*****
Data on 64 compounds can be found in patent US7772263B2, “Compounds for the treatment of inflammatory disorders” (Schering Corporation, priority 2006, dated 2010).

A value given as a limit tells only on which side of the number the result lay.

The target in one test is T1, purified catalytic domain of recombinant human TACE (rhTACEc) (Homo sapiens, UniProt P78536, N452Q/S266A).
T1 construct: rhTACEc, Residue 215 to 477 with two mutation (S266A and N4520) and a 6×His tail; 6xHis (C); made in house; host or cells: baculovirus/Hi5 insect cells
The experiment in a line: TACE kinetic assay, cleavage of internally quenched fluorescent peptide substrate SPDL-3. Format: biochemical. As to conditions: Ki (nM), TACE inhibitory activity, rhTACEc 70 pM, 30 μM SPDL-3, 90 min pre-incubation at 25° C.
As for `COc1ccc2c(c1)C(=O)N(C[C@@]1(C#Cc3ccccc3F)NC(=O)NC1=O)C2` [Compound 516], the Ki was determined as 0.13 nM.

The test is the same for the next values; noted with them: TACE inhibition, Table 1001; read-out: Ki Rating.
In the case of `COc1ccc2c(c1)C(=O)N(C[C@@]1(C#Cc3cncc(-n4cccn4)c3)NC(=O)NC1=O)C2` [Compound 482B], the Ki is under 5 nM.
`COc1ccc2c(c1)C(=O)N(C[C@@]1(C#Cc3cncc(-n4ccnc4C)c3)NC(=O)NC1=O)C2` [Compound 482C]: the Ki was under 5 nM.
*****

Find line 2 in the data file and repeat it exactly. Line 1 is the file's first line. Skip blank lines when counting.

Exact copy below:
A value given as a limit tells only on which side of the number the result lay.